Artur Bordalo (Lisbon, 1987), a.k.a. Bordalo II, follows the motto “one man’s trash is another man’s treasure”. Bordalo uses in his works recycled materials that have survived their original purpose, as a declaration of sustainability and ecological awareness.
The Racoon (2015)
“The Raccoon” is one of my favorite works from Bordalo II ( @b0rdalo_ii ) and my guests, while touring the Belem area, have the opportunity to appreciate this stunning street art installation. The Raccoon is made of parts of old cars.
This work was conceived to be seen clearly from a distance and becomes blurred when the observation point comes closer. In this small video, you may see the Raccoon going from blurred to clear as the tuk-tuk moves away, a kind of effect causing usually a lot of “wows” in the rear seats.
The Raccoon of Bordalo can be seen in Belem, near the CCB. Included in tour “Street Art”
The Fox (2017)
This fox is decorating the ruins of an old warehouse in the industrial zone near the river. This work is made out of recycled plastic chairs.
The Fox of Bordalo can be seen in 24th July Av, not far from Time Out Market. Included in tour “Street Art”.
The Honey Bee (2016)
This bee can be visited in Lx Factory and is made of plastic ducts, shower curtains, car bumpers and wire nets.
American artist Shepard Fairey (Charleston, 1970) and Portuguese Vhils (Lisbon, 1987) are both world-renowned artists. A mural decorated by any of them would always be interesting, but what makes this work in Graça brilliant is the perfect combination of two such different styles. A case where the whole is greater than the sum of the parts.
From the viewpoint of Senhora do Monte, there is a panoramic view over the city of Lisbon. Looking towards the river Tagus, the hill of the castle of S. Jorge is a must for visitors. The flat area to the right of the castle hill is Baixa, the area rebuilt after the 1755 earthquake and bordered by Rossio and Figueira squares on one side and Praça do Comércio by the river. Further to the right we have Chiado, with the ruins of the Carmo Church and Santa Justa lift. Further on, we can see the 25 April bridge and Christ statue.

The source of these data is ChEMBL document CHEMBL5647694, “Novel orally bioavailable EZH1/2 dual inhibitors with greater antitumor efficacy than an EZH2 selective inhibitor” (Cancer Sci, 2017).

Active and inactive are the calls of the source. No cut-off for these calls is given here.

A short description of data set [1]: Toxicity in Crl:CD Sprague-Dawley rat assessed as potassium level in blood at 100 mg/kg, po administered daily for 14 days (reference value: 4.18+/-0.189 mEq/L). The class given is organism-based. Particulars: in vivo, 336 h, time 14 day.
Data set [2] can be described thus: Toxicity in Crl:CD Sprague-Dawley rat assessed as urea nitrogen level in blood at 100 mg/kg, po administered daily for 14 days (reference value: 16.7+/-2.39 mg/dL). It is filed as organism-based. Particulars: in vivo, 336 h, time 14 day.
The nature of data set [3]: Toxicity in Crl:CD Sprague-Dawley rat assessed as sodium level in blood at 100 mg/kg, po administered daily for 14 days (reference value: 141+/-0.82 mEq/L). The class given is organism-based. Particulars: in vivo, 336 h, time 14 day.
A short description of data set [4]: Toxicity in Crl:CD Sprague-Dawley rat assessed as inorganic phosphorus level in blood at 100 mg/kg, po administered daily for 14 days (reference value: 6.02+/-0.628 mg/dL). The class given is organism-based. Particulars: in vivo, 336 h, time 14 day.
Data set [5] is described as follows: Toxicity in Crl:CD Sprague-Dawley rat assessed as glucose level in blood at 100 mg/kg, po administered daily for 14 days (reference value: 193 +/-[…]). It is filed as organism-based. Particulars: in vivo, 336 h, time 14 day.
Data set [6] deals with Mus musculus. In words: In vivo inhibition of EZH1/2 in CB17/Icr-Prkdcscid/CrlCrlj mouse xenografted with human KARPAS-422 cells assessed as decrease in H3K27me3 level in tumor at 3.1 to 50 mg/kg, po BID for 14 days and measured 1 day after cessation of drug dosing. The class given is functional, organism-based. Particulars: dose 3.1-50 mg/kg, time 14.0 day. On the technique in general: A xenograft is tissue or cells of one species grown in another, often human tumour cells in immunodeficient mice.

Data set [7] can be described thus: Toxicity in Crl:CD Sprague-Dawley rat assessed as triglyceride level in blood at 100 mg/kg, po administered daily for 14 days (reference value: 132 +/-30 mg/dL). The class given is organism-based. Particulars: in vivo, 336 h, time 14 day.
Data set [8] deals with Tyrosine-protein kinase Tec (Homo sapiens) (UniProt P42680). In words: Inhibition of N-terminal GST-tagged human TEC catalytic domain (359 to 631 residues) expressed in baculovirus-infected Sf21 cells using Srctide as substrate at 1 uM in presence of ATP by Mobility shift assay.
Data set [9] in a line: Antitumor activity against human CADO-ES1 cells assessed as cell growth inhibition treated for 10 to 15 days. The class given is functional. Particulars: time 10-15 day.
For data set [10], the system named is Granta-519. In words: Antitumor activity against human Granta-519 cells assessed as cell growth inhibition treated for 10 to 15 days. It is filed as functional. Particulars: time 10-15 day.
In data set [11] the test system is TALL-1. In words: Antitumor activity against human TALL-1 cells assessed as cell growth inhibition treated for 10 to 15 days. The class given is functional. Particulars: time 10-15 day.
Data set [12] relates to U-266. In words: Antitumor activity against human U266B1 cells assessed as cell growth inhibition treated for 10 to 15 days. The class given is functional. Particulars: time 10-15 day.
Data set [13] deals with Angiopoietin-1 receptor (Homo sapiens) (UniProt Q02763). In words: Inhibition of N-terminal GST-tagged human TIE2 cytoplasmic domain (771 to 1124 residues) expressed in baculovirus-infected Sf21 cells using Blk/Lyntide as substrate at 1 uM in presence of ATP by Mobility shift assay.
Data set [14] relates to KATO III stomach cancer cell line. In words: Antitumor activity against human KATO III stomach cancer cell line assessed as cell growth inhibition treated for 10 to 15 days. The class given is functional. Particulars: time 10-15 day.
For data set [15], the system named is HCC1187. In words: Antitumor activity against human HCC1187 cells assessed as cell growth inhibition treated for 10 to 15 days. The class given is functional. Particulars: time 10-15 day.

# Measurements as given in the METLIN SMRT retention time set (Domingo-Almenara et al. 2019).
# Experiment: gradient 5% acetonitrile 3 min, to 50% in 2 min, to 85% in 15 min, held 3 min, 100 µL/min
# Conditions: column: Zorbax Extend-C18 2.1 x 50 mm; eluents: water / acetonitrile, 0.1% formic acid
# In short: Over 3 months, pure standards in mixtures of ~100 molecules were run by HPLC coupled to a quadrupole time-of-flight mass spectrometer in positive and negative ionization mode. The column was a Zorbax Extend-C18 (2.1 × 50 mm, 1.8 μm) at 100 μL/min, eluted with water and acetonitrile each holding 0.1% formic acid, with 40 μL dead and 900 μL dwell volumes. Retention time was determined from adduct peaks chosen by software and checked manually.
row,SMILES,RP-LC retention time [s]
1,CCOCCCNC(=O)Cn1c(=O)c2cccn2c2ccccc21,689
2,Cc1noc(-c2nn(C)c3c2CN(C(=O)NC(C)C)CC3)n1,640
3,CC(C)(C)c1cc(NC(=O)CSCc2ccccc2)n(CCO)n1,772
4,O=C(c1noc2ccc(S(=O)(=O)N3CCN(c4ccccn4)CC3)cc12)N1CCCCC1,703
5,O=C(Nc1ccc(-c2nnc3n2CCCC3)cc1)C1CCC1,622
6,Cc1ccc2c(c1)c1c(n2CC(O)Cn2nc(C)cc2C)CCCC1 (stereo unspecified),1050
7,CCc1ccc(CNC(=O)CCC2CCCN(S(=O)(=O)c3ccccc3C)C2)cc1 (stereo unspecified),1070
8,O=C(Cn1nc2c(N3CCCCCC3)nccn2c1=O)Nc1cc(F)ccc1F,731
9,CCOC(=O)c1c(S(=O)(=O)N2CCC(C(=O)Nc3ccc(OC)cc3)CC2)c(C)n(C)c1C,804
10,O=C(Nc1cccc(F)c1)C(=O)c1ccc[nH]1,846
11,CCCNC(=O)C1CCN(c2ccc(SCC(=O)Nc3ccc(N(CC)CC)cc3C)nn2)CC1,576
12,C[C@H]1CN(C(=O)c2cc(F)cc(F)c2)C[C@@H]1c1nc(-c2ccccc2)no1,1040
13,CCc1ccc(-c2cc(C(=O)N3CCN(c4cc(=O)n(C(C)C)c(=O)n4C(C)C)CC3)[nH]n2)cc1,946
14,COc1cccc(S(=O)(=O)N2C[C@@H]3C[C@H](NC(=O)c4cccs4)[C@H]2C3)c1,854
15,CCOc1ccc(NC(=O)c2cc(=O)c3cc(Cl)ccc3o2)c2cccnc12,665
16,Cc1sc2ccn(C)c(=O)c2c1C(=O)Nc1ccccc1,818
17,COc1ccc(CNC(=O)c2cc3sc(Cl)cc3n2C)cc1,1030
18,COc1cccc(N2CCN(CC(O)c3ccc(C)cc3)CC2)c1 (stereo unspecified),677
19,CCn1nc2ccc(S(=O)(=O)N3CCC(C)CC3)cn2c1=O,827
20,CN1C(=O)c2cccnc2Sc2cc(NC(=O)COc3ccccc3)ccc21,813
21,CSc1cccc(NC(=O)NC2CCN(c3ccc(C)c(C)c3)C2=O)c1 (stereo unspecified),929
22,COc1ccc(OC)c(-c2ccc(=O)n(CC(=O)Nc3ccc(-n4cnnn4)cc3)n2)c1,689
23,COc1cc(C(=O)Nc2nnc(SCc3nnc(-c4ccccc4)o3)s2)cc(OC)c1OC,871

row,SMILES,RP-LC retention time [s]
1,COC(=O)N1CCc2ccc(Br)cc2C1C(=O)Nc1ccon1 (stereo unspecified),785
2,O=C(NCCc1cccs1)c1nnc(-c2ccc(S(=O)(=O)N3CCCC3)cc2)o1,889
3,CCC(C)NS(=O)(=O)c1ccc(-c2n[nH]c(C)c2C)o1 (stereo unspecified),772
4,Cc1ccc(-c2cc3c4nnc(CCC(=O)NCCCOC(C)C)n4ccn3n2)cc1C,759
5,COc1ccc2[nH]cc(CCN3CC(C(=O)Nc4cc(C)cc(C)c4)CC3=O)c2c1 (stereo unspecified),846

In the foreground you can see the neighborhood of Mouraria and Martim Moniz square, where the tram 28 starts and ends. Right in front is the viewpoint of S. Pedro de Alcântara and Bairro Alto. On the horizon line you can see the white dome of the Basilica of Estrela.
Many locals and visitors look for the Senhora do Monte viewpoint to watch the sunset.
The name of the viewpoint is given by the chapel of Senhora do Monte, which existed on the site since 1147 and was rebuilt at the end of the 18th century.
Senhora do Monte viewpoint is included in the “old city” tour.
Santa Luzia viewpoint is the most Instagramable spot of Lisbon. Built on the old wall, offers a privileged view over Alfama, the oldest neighborhood of Lisbon, over the Tagus and the south bank.
From this viewpoint it’s possible to see Pantheon and the church of Saint Stephan. Towards the river there is the pink building of Museum of Fado and the church of Saint Michael. In Tagus banks there is the modern Cruise Ship Terminal.
The name of the viewpoint was borrowed from the imposing Santa Luzia Church of the Sovereign Order of Malta. In the Church’s wall there are 2 magnificent panels of tiles, representing the conquest of Lisbon in 1147 and the other the medieval Square of Commerce as existed before the earthquake of 1755.
Santa Luzia viewpoint is included in tour “Old Lisbon”.
Belem Tower is the lonely sentinel of the city of Lisbon. Built on the right bank of the Tagus as a defensive structure, it has been welcoming during the last 5 centuries those who enter and leave Lisbon by sea.
Built between 1514 and 1519 (architect Francisco de Arruda) it is the jewel in the crown of Portuguese architecture. The style of construction is Manueline as can be seen from the exuberant decoration in elements of nature.
Belem Tower is like a wolf in sheep’s clothing. Despite its candid air, it could fire 16 cannons simultaneously. When the tower lost its military importance, it was successively used as a prison, lighthouse, border post and is currently one of Lisbon’s main tourist attractions.